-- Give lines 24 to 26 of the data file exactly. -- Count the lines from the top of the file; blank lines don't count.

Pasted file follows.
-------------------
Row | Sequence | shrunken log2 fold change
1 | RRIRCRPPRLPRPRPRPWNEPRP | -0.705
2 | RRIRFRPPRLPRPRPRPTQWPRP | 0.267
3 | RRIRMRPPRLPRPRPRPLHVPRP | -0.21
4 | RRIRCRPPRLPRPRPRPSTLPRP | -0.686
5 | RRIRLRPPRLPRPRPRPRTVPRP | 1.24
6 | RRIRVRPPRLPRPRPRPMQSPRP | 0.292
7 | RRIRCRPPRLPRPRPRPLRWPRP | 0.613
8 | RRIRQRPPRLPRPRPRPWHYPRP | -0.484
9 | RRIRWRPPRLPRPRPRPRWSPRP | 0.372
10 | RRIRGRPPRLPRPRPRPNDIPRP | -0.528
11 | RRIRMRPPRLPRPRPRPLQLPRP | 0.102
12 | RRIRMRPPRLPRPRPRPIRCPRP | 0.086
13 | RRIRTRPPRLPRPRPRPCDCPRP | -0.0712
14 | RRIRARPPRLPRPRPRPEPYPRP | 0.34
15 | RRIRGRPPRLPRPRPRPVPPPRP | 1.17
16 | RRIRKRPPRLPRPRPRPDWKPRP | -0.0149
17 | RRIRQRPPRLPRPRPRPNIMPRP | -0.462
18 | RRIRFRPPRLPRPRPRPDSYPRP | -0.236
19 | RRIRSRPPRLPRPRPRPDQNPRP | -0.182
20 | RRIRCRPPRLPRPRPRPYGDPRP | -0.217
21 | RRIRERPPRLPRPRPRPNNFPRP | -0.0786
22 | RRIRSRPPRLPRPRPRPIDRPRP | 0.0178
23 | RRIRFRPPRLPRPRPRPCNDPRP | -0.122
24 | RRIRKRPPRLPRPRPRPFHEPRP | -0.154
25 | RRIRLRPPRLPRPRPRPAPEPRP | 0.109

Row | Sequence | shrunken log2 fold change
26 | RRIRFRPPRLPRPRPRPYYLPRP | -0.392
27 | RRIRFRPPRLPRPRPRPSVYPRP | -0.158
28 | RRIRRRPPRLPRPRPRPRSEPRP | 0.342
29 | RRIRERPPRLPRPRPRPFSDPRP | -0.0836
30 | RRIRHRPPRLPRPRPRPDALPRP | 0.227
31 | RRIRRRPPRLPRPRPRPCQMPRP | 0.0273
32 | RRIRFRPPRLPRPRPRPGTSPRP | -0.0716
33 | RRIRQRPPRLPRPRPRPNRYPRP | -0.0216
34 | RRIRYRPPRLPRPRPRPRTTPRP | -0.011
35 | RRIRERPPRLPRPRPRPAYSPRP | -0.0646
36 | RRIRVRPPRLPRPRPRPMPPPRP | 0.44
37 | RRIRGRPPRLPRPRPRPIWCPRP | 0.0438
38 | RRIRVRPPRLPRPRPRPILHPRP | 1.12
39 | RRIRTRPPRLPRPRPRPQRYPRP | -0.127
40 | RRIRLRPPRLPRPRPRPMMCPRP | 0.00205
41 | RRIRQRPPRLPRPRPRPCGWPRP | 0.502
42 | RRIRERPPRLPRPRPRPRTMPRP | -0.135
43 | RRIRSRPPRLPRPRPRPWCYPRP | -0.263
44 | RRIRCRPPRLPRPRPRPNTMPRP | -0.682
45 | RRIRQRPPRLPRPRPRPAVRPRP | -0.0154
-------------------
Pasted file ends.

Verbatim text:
23 | RRIRFRPPRLPRPRPRPCNDPRP | -0.122
24 | RRIRKRPPRLPRPRPRPFHEPRP | -0.154
25 | RRIRLRPPRLPRPRPRPAPEPRP | 0.109